There’s a lot of denial when it comes to the dangers of football, and it’s not just the NFL pretending that the risks are overstated. There isn’t enough beach on Lake Michigan to accommodate all the parents who have their heads in the sand.
So it was refreshing to hear someone in a position of authority tell it like it is the other day, even if he said it as an aside.
Bills general manager Doug Whaley was answering a question about whether receiver Sammy Watkins is injury-prone. That’s when Whaley, bless him, veered into the truth.
“This is the game of football,” he told a Buffalo radio station. “Injuries are part of it. It’s a violent game that I personally don’t think humans are supposed to play.”
He’s correct. Humans were not meant to run into each other at great speeds. Our heads were not designed to fully protect our brains from bouncing off our craniums. Sturdier helmets won’t change that. Better tackling form won’t change that. Collisions will happen.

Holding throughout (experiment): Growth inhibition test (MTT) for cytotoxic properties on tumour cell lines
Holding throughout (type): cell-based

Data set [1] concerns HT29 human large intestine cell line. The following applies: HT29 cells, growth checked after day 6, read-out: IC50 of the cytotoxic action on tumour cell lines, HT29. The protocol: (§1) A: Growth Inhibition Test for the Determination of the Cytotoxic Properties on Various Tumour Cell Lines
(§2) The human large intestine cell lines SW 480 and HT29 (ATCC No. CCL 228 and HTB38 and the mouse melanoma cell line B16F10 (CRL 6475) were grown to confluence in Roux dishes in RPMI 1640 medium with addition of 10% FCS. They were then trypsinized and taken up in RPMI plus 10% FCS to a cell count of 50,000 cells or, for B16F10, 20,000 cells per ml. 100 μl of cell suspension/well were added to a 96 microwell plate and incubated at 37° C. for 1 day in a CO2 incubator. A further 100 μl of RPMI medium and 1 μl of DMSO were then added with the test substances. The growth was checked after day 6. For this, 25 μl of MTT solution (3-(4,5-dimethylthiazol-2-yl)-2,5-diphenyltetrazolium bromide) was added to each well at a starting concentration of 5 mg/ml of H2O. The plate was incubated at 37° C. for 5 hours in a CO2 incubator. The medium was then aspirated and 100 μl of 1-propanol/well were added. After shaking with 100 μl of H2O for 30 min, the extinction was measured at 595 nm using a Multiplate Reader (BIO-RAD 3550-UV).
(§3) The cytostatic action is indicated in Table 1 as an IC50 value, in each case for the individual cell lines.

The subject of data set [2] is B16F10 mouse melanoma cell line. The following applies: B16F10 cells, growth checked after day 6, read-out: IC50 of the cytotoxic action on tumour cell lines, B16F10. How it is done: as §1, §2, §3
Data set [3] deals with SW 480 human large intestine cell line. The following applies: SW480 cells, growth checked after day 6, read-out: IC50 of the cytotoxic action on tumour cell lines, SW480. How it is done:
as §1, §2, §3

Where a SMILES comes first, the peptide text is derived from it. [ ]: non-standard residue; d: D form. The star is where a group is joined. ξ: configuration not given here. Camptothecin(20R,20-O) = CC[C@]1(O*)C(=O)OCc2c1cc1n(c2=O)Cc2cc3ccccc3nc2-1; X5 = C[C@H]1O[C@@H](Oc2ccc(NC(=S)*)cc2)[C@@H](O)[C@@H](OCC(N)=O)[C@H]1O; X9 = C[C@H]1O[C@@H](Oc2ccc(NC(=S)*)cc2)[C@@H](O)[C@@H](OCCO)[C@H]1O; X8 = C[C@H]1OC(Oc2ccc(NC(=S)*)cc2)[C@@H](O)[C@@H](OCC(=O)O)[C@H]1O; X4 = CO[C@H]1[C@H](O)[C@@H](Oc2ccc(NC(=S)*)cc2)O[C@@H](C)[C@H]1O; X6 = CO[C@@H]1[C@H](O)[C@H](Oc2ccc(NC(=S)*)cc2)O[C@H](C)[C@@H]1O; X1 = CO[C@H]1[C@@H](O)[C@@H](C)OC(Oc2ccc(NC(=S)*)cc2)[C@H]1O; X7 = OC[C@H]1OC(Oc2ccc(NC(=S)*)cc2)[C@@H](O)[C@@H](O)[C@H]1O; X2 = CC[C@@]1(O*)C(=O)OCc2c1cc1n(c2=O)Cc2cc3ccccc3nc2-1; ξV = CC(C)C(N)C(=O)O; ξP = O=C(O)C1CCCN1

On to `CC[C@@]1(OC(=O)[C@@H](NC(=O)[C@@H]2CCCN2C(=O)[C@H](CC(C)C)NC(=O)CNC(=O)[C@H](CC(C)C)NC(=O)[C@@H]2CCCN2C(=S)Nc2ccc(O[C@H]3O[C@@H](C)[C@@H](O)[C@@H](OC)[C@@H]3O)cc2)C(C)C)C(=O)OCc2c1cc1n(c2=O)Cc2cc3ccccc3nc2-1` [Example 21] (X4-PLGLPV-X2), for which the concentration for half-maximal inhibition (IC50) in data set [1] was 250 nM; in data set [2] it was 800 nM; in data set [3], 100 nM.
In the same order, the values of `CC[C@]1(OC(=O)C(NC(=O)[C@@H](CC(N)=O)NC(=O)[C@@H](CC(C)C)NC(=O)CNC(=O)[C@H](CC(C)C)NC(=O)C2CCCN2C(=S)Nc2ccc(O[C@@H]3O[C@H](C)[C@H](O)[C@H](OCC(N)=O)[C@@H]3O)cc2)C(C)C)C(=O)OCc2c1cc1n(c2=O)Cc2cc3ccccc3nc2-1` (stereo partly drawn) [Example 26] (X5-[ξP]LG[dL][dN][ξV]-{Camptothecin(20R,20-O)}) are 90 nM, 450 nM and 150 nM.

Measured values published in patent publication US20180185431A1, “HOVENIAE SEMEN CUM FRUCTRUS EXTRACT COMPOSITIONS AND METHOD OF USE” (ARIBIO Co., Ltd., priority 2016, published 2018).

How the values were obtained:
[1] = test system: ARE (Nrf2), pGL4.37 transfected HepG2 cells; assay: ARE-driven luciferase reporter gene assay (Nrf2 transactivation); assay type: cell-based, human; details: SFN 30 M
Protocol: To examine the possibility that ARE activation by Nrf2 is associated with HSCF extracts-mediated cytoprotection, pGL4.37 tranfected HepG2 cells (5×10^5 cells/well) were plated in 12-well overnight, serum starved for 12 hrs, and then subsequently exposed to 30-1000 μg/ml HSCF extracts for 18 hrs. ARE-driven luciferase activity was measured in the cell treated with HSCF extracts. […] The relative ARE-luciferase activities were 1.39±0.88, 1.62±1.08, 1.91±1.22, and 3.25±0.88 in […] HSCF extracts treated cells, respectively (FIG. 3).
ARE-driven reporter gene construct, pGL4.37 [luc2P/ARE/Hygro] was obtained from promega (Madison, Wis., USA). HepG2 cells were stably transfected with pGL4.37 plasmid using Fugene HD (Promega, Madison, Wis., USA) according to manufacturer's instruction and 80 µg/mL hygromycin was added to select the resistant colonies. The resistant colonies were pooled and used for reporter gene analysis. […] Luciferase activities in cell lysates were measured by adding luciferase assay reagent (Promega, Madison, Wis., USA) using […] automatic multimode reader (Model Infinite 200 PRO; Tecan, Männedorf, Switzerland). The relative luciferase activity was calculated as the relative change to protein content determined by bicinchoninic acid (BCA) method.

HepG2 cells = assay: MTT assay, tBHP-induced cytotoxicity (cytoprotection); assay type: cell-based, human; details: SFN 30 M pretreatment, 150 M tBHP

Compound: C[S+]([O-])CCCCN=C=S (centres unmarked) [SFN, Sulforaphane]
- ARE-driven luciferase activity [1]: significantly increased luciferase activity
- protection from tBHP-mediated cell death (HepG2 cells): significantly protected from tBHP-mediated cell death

No matter how hard the NFL works to downplay the research being done into head trauma, nothing it says can refute what Whaley uttered. The long trail of broken-down football players, their bodies and minds ravaged, serves as proof.
I’m sure there are people who will say that the human arm wasn’t built with throwing a baseball in mind. The doctors who have gotten rich from repairing elbows and shoulders would agree. But pitchers can go on to productive lives — maybe not as a paperboy, but you get the point. A football player with a brain injury might have trouble feeding himself later in life.
Whaley said in a statement Wednesday that he had “used a poor choice of words,” which doesn’t mean he was wrong. It means the NFL got to him.
Football is not going to be banned, nor should it be. But if you’re a parent with a child who wants to play the game, it’s important that you know the very real risks. It’s more important to be honest with yourself. No matter how athletic your kid is, we humans weren’t built to play this game.